How do you make a big splash with the 10th anniversary iPhone? You completely change not just the design but also try to literally change the way people see the world.
Prominent tech blogger Robert Scoble has posted a wide-ranging set of predictions for Apple's next-generation handset on Facebook, citing multiple industry sources who are "leaders in the consumer electronics world," many of which could be making components for Apple's device.
The most dramatic design change could come from the OLED screen on the iPhone 8. According to Scoble, the next iPhone itself will be a clear piece of glass, which could allow for a virtually see-through design. Why go this route?
Scoble says that you'll pop the iPhone 8 "into a headset which has eye sensors on it, which enables the next iPhone to have a higher apparent frame rate and polygon count than a PC with a Nvidia 1080 card in it." He continues, "The clear iPhone will put holograms on top of the real world like Microsoft HoloLens does."
This would be quite the feat, as the HoloLens packs dedicated hardware in its headset that Microsoft says has more power than the average laptop. If the iPhone could deliver a similar or better experience using just the phone plugged into a headset at a reasonable price — HoloLens costs about $3,000 right now for developers — it could revolutionize the young mixed reality industry.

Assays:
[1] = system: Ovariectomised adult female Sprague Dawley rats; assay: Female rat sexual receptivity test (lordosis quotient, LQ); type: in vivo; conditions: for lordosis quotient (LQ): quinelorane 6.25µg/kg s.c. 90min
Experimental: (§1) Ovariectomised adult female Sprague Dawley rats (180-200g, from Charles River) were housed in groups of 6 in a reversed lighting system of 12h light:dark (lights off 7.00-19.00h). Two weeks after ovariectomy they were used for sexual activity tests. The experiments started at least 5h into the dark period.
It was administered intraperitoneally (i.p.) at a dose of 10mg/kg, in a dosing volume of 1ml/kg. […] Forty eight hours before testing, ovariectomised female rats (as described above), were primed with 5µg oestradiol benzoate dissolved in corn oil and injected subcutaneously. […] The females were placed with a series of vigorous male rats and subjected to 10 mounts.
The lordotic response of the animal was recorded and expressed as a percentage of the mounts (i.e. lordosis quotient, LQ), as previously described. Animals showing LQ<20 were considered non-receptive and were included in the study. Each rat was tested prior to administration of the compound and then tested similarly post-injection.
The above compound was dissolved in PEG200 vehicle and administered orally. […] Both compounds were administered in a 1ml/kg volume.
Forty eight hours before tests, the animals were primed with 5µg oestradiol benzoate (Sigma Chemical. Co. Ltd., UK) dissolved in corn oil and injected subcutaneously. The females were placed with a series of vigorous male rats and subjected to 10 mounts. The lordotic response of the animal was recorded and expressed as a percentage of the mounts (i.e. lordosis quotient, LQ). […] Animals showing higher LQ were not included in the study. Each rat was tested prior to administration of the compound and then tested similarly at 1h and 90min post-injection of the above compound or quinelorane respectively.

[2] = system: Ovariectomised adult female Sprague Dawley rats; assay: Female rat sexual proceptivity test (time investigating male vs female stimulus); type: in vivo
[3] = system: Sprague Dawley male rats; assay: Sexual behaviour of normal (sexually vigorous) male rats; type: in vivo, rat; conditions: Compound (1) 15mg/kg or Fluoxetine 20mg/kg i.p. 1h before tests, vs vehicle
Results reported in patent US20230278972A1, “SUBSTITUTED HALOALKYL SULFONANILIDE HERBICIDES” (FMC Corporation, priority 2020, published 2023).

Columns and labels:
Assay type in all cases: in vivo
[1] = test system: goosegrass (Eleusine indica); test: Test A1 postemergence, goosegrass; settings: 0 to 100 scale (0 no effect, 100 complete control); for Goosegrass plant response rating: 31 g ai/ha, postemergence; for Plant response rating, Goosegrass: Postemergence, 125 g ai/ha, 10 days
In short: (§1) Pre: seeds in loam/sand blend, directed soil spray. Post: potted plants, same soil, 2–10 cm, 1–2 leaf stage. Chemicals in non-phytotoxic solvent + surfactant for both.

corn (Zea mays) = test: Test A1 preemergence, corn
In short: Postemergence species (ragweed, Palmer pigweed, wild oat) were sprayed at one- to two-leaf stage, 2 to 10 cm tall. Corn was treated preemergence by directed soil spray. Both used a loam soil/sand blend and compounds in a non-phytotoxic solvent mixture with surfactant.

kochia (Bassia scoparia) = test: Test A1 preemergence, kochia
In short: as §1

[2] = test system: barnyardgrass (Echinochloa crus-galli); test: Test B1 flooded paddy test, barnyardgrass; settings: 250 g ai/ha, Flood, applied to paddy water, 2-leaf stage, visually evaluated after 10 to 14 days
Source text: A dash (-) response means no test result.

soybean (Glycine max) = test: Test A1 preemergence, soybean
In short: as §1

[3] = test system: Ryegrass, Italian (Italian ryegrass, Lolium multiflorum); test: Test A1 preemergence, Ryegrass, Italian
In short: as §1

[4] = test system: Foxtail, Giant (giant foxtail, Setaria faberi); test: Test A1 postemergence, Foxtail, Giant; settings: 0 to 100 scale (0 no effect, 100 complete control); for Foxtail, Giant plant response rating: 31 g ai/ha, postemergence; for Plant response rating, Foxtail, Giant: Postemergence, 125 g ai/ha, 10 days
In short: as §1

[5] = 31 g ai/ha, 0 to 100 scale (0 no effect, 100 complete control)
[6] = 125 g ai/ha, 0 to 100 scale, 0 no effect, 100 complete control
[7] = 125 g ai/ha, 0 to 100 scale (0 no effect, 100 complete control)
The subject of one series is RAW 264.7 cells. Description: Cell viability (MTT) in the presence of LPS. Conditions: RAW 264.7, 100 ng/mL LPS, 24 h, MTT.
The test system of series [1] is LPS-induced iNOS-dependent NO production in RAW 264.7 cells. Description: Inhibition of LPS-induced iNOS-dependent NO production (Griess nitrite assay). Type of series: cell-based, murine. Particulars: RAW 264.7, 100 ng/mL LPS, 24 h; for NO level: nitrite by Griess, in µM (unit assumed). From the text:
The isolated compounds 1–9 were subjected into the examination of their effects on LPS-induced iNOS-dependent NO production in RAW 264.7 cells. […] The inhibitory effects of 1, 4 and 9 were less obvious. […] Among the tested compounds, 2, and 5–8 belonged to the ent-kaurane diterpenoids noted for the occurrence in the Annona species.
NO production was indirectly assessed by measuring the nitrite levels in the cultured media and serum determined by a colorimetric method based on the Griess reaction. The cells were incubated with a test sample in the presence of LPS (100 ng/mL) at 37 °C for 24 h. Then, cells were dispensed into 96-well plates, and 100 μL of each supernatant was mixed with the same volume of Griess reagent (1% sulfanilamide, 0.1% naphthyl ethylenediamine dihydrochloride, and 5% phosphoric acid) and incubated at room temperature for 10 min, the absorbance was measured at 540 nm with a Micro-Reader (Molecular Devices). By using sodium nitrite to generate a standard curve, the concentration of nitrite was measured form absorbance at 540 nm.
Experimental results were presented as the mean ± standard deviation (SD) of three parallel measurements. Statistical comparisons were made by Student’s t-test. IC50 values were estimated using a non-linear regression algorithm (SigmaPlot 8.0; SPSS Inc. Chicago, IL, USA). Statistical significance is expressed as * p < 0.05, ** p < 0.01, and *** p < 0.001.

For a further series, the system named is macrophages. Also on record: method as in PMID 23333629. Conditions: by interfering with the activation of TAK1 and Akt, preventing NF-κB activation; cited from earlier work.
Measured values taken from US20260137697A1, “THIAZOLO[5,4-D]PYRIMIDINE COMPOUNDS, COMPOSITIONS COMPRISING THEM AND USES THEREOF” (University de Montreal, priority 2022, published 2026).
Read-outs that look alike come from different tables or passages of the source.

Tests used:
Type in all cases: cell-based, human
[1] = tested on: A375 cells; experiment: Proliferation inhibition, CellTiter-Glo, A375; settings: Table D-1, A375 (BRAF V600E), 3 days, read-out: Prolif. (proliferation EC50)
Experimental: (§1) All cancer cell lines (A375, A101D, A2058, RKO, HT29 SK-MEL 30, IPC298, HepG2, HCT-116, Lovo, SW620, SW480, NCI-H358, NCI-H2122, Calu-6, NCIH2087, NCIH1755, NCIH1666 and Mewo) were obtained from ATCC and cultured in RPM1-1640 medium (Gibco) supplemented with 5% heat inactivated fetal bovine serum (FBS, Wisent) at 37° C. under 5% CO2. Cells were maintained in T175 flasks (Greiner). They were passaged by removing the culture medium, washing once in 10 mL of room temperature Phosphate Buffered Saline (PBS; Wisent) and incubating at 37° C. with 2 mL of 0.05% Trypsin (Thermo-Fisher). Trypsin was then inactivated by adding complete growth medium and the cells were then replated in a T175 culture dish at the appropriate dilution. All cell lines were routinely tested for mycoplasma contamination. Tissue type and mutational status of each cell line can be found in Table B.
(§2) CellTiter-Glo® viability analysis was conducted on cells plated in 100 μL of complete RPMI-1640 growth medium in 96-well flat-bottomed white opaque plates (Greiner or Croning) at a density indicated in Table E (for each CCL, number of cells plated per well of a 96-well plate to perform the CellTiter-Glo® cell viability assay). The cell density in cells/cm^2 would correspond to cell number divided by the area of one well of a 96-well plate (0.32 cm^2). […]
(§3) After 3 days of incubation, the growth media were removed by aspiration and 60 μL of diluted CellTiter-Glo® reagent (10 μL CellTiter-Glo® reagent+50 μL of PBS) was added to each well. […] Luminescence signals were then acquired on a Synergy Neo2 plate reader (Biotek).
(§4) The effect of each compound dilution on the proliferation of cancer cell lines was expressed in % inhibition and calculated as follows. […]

Other features of the iPhone 8 could include a next-gen 3D sensor from Primesense, which could be track your location in real-time without the need for cumbersome base stations. (See the HTC Vive.)
Metaio, an augmented reality company Apple bought in 2015, may also play a large role in the iPhone 8 and its purported headset. CEO Tim Cook has said that augmented reality will be bigger than virtual reality and that the company is investing in the category.
A mixed reality iPhone 8 experience could help you learn more about the people you meet even before you say "Hello" by pulling data down from the web; play mobile games in a whole new way that track your movement; and watch your favorite shows on the big screen without having a screen in front of you at all.
In addition to Microsoft, Apple would be competing with the Google-backed Magic Leap, as well as any augmented reality products Oculus may have planned. At its recent Oculus Connect event, for example, the company demonstrated augmented social virtual reality, complete with facial expressions.
Scoble predicts that "most of us will be wearing mixed reality glasses three to four years from now," but this is also the same expert who has been lampooned for wearing the ill-fated Google Glass in the shower.
Still, if any product has the potential to take mixed reality mainstream, the iPhone 8 could be it.